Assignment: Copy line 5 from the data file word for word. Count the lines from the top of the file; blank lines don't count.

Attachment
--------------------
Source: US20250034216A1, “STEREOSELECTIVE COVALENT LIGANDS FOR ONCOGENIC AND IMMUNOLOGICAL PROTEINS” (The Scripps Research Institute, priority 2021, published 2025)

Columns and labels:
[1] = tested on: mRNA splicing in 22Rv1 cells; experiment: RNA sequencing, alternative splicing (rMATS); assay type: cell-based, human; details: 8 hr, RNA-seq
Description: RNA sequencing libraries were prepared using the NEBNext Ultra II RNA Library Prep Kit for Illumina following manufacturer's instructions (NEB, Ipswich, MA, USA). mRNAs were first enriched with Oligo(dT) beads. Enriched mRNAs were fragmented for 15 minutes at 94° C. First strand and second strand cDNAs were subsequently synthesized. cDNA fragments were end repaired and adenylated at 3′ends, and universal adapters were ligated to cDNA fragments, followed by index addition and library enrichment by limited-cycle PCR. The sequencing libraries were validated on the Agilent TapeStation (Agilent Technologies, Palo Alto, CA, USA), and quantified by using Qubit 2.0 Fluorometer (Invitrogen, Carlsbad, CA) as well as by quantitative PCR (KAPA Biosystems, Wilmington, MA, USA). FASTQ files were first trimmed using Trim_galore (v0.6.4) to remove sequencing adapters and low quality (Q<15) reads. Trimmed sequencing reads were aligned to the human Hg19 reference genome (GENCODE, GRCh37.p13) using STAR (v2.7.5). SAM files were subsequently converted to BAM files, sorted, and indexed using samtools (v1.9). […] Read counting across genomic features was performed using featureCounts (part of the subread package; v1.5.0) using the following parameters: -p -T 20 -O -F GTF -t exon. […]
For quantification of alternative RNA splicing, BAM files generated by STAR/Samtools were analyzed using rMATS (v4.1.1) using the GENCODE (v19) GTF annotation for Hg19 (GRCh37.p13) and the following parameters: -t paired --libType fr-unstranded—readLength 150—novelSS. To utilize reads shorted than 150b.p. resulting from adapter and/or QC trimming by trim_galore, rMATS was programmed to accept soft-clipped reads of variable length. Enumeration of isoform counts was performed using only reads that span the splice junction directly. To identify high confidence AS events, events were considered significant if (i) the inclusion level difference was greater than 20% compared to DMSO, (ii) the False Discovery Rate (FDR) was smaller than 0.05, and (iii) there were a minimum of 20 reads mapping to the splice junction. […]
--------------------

For quantification of alternative RNA splicing, BAM files generated by STAR/Samtools were analyzed using rMATS (v4.1.1) using the GENCODE (v19) GTF annotation for Hg19 (GRCh37.p13) and the following parameters: -t paired --libType fr-unstranded—readLength 150—novelSS. To utilize reads shorted than 150b.p. resulting from adapter and/or QC trimming by trim_galore, rMATS was programmed to accept soft-clipped reads of variable length. Enumeration of isoform counts was performed using only reads that span the splice junction directly. To identify high confidence AS events, events were considered significant if (i) the inclusion level difference was greater than 20% compared to DMSO, (ii) the False Discovery Rate (FDR) was smaller than 0.05, and (iii) there were a minimum of 20 reads mapping to the splice junction. […]